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Lord Goodhart: Oh! I am sorry. I shall simply deal with Amendment No. 36. I sympathise with the reasoning behind it, but I have to say that I see no logical connection between the Bill and the Crime (International Co-operation) Bill. I would have thought it undesirable to put such a time limit into primary legislation. I think that "as soon as practicable" will do for these purposes. What I have said applies equally to the corresponding amendments to Part 2.
Lord Wedderburn of Charlton: I put my name to Amendment No. 33, which I regret, only because it prevented the noble Lord, Lord Goodhart, from putting his name to it. The amendment is very sensible. To put it somewhat strongly, the whole process is reduced to a kind of inferior parlour game. When a person objects to being arrested and says, "I do not know what it's all about", he is told, "Ha! You didn't ask for the warrant so you can't have it".
I do not know how many Members of the Committee know anyone who has been arrested by a policeman. Very often, such people are quite frightened and not in a state where they can ask for anything. They are simply desperate not to be arrested. The provision is absurd. The amendment is a test of Home Office obduracy. If the Minister has a brief headed "Resist", I suggest with great respect that he puts it aside and addresses the common sense of the matter. The warrant should be produced. The subsection would still continue, quite reasonably, to say "as soon as practicable". What on earth is wrong with that?
I and my noble friend Lady Turner tabled Amendment No. 39, which is grouped with Amendment No. 33. It is entirely my fault that, as it appears on the latest Marshalled List, it is slightly altered from its original tabling. It now reads that there would be a new subsection saying:
I take it to be common ground that it is desirable for the person being arrested to know why he is being arrested. That may be wholly clear in the warrant but, despite all the statements and details that the Bill says that it must carry, that may not be the case. The amendment would put the responsibility on the arresting authority to do what is reasonably practicable to see that he or she knows the reason.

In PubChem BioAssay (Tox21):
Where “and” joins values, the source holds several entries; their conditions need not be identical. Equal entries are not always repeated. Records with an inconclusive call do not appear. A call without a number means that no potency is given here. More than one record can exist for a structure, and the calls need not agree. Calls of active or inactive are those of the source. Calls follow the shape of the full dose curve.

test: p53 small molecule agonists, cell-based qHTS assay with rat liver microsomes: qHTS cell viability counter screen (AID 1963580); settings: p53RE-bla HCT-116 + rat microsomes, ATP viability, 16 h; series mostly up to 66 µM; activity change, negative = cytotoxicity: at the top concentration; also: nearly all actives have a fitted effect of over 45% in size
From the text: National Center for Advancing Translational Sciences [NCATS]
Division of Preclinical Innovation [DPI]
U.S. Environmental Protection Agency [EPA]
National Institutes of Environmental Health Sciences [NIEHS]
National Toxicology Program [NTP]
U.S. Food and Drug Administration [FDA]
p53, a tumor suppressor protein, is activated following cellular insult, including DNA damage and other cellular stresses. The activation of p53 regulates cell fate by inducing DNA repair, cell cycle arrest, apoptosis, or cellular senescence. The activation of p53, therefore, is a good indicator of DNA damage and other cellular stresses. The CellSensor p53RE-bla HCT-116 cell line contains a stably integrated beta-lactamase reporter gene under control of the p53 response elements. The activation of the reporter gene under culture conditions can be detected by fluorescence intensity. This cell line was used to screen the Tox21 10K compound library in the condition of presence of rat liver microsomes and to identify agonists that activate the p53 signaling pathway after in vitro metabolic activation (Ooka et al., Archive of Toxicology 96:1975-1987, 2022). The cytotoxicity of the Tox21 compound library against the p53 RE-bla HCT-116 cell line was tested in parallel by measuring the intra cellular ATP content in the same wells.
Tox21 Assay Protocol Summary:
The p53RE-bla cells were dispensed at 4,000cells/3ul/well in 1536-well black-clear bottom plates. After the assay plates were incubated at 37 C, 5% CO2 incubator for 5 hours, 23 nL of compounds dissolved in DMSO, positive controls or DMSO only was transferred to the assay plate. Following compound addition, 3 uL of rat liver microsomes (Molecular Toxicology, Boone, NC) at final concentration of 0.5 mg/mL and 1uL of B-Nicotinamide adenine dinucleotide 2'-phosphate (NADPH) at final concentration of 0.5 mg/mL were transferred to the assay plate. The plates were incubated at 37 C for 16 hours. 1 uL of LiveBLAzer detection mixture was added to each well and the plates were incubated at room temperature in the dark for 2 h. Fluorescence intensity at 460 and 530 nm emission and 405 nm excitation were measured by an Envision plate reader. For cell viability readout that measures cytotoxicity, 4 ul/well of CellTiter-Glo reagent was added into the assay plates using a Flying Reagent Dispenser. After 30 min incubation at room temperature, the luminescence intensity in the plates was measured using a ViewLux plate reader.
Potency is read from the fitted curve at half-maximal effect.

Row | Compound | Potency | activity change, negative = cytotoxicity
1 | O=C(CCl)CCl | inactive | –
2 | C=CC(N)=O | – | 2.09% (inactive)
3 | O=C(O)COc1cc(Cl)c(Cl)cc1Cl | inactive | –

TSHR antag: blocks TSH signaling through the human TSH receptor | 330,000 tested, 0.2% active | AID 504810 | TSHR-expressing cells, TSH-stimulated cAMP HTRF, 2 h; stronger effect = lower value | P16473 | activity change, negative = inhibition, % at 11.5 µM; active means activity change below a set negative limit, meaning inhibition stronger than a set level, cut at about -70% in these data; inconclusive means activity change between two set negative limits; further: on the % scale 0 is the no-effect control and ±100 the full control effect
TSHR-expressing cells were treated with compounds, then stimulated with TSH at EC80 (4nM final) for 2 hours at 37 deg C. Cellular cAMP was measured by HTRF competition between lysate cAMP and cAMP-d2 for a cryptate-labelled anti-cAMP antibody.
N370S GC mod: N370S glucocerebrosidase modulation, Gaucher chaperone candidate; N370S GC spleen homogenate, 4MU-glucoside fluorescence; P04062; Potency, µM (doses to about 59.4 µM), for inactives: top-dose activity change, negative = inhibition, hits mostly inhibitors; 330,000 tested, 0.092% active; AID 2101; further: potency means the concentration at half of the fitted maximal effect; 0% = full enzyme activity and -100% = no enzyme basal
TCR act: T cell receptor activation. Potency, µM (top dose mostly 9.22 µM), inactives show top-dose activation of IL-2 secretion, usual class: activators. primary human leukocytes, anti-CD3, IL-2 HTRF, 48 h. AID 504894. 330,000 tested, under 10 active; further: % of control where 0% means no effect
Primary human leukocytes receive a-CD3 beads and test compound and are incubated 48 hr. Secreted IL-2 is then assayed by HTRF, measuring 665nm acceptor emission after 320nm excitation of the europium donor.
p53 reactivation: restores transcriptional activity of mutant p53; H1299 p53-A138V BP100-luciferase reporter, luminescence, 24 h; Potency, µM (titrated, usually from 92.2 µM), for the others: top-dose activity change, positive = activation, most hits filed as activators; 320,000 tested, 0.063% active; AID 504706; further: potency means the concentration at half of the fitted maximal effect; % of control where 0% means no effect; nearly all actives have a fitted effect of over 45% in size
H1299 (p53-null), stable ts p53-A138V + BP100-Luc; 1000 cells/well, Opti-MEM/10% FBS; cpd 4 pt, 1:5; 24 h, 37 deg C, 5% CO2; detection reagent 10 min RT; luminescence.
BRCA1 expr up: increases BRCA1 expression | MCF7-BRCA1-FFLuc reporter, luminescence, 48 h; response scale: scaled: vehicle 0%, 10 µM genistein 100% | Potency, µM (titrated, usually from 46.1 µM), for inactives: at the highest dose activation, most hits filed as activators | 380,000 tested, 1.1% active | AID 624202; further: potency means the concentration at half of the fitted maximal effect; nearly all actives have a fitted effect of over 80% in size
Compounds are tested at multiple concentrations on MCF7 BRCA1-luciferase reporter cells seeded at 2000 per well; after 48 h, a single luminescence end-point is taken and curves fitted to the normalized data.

One answer that is often given in discussion of this matter is that we should let the person's lawyer explain the reason to him. That might have the advantage of someone who is favourable to the arrested person wanting to get quite clearly in his mind what he is being arrested for. However, there are all sorts of problems with that. First, the arrested person may not have access to a lawyer, or certainly not in time to prevent deprivation of liberty on grounds that are unknown. That is why the House of Commons Home Affairs Committee concluded that the arrested person should be informed of the matters for which he has been arrested.
The availability of lawyers to the arrested person may be a problem, if that person is surrendered to a foreign jurisdiction. The investigations of Fair Trials Abroad show, in the organisation's report for 20023 that is available electronically, that in France, Belgium, Italy and Spain it is very difficult to get a lawyer or legal assistance. Indeed, in France of all places, it is reported that the,
Baroness Turner of Camden: I support the amendments spoken to by my noble friend Lord Wedderburn of Charlton, and Amendment No. 33, which seems eminently sensible and which was moved by the noble Lord, Lord Hodgson.
In the case of Amendment No. 39, we may be dealing with people who are vulnerable and frightened, and it is necessary to ensure that such people realise the reasons for their arrest. That is why we tabled our amendment, which states that if a person asks for an explanation of the statements,
Viscount Bledisloe: It seems beyond doubt that a person who has been arrested should as soon as possible be given a copy of the document on which he has been arrested. That is the only place where he can find out what he has been arrested for, as it contains not only the charge but also the statement and the information. If he has not got that, how an earth can he know what he is to do about it and whether he committed the offence in question?